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On Kawara’s ‘Today’ Series

‘This is the passing of time visualized through a contrapuntal freezing of it’

On Kawara’s, 13th Street Studio, New York, 1966. Courtesy: David Zwirner, New York/London/Hong Kong © One Million Years Foundation

We do little but look for ourselves, in life. A journey taken, a plan sketched, a promise snapped in pieces: each and every external gesture is an attempt to know the world as it exists in relation to ourselves. When we peer out, we peer in: faces reflected in the glass.

The same can be said for art, and few projects visualize this ceaseless process of (self-)exploration more poetically than the seemingly innumerable panels of On Kawara’s ‘Today’ series, which began on 4 January 1966 and continued up to 2014. The works, of which there are close to 3,000, are known as ‘date paintings’. They are just that: monochromatic panels of grey, red or blue, upon which Kawara painted the date of their conception. This is the passing of time visualized through a contrapuntal freezing of it.

To flick through Kawara’s timestamps is to frantically search for some vague semblance of yourself; to scramble for a single date that, while it may have fallen victim to the passing of years, remains urgent still. ‘Apr. 2, 1972’, ‘Feb. 23, 1992’, ‘Sept. 4, 1999’. To mine these dates for potential significance is to trespass on the property of ghosts. But to search is, by definition, to fail. One may glimpse a personal detail or delicacy but, as a result of the magnitude of Kawara’s project and the relatively uninteresting nature of life, what is most frequently found is a feeling of irrelevance.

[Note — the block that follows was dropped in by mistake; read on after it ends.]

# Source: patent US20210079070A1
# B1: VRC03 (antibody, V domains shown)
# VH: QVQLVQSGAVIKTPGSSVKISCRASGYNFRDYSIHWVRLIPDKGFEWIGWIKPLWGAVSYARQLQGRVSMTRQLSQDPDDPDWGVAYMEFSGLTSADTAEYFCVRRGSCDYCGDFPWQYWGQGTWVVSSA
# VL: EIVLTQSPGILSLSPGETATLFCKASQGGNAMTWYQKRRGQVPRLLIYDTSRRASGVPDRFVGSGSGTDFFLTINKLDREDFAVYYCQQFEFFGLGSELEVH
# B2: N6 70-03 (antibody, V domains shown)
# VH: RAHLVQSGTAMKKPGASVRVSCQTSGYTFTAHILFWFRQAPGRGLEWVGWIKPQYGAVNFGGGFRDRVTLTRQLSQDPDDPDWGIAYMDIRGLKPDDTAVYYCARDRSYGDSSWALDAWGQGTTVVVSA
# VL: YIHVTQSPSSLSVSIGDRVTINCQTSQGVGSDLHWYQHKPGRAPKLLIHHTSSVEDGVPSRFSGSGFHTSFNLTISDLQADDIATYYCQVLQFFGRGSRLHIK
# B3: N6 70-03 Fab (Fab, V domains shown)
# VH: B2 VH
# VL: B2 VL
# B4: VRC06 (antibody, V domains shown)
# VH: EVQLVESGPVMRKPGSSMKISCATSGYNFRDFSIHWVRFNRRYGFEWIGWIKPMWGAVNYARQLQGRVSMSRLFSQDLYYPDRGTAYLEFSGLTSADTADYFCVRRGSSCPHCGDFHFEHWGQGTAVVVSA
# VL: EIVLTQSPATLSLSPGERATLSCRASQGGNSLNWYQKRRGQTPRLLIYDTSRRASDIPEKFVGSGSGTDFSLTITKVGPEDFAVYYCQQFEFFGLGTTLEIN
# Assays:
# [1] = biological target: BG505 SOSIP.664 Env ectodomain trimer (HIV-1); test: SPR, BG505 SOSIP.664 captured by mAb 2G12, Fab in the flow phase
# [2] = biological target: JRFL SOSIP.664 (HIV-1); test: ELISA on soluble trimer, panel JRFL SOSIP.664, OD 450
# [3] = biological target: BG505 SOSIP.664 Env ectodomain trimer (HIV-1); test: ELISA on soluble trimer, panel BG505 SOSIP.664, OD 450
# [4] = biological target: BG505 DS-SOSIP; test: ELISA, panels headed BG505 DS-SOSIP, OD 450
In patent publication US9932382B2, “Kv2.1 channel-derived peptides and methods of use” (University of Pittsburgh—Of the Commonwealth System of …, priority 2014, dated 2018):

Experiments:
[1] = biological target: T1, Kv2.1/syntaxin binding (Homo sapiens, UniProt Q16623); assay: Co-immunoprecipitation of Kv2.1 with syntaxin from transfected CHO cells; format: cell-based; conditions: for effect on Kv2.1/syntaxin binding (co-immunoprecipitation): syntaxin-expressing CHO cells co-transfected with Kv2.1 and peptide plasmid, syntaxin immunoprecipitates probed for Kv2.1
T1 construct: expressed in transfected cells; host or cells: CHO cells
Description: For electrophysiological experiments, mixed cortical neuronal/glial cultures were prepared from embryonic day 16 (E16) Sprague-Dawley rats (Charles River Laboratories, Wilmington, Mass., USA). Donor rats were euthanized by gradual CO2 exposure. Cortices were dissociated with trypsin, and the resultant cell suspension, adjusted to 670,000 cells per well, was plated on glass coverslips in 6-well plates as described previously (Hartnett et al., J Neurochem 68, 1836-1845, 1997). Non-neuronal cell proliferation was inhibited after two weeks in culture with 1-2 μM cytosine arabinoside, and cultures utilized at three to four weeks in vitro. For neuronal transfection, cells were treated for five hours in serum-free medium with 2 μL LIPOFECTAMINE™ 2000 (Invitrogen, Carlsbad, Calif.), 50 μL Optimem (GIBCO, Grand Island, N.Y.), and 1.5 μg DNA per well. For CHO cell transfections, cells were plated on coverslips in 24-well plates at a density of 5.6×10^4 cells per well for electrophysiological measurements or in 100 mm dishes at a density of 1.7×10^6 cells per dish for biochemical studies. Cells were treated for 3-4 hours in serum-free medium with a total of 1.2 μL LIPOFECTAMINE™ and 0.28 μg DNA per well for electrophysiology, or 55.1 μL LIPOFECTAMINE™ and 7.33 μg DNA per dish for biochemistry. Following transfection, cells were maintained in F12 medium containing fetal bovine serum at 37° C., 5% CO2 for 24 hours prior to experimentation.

It is, however, a generative irrelevance, for in this acceptance of insignificance we concede that an unknown date may be, must be, crucial to another and, as such, are made aware of the thick crowd of people who are standing in the same room – searching also, failing also, searching still. ‘Jan. 4, 1966’ is, to me, little more than three letters, five numbers, a dot and a hook. But, to you, it could be a birth, a breath, a death.

In this, ‘Today’ channels what it is to be both significant and of slight consequence; what it is to cherish a moment and be unloving of life; what it is to be alone and inextricably bound to an unknown quantity of others, each of whom is similarly anxious about their exact position within the world. It gives you an idea of what it is to be alive.

I am looking for a single date, within Kawara’s panels, and I have done so for almost 15 years. I may not find what I need. It may not exist. But I am looking.

Harry Thorne is associate editor of frieze and a contributing editor of The White Review. He is based in Berlin, Germany.

Issue 200

First published in Issue 200

January - February 2019
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